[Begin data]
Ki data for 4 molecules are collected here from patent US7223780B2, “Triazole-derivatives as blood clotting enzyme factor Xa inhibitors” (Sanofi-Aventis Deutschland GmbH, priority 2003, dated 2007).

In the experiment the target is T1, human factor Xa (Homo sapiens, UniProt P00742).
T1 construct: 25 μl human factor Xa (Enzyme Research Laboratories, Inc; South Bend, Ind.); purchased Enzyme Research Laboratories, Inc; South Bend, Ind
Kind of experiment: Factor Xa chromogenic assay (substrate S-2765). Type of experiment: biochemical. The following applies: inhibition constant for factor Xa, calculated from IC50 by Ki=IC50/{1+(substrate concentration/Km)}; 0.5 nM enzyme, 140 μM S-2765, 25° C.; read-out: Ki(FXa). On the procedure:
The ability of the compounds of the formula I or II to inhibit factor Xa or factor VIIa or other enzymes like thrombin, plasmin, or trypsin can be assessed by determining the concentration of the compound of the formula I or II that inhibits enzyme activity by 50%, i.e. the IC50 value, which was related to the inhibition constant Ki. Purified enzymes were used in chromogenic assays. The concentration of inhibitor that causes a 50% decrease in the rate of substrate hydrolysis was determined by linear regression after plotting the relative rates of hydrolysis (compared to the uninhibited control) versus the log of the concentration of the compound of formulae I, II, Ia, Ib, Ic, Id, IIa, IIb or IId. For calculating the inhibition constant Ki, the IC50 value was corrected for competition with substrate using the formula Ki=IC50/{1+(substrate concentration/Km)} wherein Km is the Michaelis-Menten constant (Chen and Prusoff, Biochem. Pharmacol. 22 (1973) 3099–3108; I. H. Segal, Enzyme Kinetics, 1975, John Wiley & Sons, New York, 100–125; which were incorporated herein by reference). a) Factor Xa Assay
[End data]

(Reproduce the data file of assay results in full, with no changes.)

Ki data for 4 molecules are collected here from patent US7223780B2, “Triazole-derivatives as blood clotting enzyme factor Xa inhibitors” (Sanofi-Aventis Deutschland GmbH, priority 2003, dated 2007).

In the experiment the target is T1, human factor Xa (Homo sapiens, UniProt P00742).
T1 construct: 25 μl human factor Xa (Enzyme Research Laboratories, Inc; South Bend, Ind.); purchased Enzyme Research Laboratories, Inc; South Bend, Ind
Kind of experiment: Factor Xa chromogenic assay (substrate S-2765). Type of experiment: biochemical. The following applies: inhibition constant for factor Xa, calculated from IC50 by Ki=IC50/{1+(substrate concentration/Km)}; 0.5 nM enzyme, 140 μM S-2765, 25° C.; read-out: Ki(FXa). On the procedure:
The ability of the compounds of the formula I or II to inhibit factor Xa or factor VIIa or other enzymes like thrombin, plasmin, or trypsin can be assessed by determining the concentration of the compound of the formula I or II that inhibits enzyme activity by 50%, i.e. the IC50 value, which was related to the inhibition constant Ki. Purified enzymes were used in chromogenic assays. The concentration of inhibitor that causes a 50% decrease in the rate of substrate hydrolysis was determined by linear regression after plotting the relative rates of hydrolysis (compared to the uninhibited control) versus the log of the concentration of the compound of formulae I, II, Ia, Ib, Ic, Id, IIa, IIb or IId. For calculating the inhibition constant Ki, the IC50 value was corrected for competition with substrate using the formula Ki=IC50/{1+(substrate concentration/Km)} wherein Km is the Michaelis-Menten constant (Chen and Prusoff, Biochem. Pharmacol. 22 (1973) 3099–3108; I. H. Segal, Enzyme Kinetics, 1975, John Wiley & Sons, New York, 100–125; which were incorporated herein by reference). a) Factor Xa Assay